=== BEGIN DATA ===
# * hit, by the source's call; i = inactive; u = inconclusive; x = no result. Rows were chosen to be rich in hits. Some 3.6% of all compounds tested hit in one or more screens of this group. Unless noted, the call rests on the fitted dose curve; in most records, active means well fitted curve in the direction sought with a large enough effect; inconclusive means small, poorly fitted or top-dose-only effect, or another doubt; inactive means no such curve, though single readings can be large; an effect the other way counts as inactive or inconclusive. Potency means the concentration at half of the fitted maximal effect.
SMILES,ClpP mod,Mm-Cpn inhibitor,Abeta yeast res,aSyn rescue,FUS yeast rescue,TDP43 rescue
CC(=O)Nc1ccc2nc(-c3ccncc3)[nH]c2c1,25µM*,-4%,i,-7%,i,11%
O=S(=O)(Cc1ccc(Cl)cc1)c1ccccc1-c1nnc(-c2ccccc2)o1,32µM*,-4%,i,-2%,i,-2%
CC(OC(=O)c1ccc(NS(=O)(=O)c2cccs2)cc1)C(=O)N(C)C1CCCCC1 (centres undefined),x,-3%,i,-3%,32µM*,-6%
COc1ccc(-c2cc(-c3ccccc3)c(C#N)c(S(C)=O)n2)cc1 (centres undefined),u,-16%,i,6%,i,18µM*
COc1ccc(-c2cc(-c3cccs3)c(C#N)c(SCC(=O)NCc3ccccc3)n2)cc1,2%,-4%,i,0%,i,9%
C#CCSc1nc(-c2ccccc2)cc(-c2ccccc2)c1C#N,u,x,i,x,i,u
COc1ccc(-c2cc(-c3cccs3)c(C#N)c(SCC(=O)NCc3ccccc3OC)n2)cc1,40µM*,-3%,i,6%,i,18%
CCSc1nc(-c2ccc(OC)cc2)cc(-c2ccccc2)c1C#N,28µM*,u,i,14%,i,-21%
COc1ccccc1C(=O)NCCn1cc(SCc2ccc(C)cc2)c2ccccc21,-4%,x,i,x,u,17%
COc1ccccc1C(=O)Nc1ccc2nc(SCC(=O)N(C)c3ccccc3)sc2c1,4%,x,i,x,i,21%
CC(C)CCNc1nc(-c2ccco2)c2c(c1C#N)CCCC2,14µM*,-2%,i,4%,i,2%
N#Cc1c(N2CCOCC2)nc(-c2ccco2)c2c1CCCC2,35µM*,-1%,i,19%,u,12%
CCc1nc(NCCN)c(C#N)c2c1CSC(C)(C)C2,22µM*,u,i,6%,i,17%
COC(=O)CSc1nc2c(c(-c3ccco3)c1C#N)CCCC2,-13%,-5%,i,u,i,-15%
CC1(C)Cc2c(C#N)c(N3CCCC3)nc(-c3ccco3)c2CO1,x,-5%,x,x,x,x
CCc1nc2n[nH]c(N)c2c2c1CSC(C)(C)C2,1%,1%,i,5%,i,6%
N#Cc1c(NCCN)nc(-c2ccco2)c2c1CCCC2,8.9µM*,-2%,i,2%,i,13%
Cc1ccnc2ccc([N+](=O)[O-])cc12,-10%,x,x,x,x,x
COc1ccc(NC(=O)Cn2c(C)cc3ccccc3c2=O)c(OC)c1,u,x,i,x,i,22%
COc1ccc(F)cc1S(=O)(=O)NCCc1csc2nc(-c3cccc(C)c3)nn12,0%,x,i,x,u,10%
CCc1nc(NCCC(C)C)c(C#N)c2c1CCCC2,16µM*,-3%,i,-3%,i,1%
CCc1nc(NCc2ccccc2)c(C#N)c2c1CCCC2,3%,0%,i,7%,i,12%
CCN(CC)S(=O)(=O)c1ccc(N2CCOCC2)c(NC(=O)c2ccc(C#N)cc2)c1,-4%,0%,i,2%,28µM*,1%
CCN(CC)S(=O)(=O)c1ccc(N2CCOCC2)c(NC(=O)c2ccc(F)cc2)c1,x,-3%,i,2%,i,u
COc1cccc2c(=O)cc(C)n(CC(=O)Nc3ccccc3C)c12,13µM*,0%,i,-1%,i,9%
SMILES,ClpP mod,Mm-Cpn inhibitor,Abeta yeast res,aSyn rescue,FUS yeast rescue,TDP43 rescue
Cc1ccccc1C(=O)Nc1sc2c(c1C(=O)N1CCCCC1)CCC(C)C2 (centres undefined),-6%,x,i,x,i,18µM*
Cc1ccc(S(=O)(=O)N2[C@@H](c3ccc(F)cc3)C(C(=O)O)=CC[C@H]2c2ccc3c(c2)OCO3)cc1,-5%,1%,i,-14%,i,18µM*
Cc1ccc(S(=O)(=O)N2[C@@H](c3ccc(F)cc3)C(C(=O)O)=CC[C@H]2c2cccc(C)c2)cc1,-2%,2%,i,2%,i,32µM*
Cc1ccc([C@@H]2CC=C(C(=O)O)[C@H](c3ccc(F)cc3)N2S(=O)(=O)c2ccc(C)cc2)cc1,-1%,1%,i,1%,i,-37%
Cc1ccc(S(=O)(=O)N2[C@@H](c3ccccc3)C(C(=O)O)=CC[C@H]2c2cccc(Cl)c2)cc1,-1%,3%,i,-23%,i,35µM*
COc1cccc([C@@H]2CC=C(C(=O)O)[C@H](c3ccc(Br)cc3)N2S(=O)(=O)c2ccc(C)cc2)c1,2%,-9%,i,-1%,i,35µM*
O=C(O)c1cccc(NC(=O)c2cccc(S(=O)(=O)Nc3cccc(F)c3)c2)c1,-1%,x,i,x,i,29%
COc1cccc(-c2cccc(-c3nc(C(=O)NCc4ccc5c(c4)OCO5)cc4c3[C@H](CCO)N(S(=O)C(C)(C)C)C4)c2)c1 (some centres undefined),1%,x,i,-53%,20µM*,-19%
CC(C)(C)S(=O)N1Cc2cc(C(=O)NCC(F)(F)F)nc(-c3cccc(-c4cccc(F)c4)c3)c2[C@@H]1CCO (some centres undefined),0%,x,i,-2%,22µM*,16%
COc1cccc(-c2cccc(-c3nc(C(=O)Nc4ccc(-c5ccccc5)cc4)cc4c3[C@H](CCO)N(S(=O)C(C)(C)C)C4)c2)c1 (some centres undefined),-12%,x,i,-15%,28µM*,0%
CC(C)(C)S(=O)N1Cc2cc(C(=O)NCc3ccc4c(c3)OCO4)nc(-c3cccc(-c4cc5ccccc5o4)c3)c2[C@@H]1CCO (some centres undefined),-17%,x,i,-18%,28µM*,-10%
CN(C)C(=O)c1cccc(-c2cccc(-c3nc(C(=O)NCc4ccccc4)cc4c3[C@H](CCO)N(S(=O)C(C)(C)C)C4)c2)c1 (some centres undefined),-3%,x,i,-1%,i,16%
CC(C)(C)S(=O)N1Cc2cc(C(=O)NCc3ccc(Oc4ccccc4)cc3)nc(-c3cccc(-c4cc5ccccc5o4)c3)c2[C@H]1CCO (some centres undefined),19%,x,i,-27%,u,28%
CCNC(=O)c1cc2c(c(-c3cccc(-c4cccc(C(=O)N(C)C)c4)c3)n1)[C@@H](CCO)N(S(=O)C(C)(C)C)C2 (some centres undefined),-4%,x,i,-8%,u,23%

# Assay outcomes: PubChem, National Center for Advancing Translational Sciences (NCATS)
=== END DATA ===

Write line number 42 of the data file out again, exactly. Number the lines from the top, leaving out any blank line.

CCNC(=O)c1cc2c(c(-c3cccc(-c4cccc(C(=O)N(C)C)c4)c3)n1)[C@@H](CCO)N(S(=O)C(C)(C)C)C2 (some centres undefined),-4%,x,i,-8%,u,23%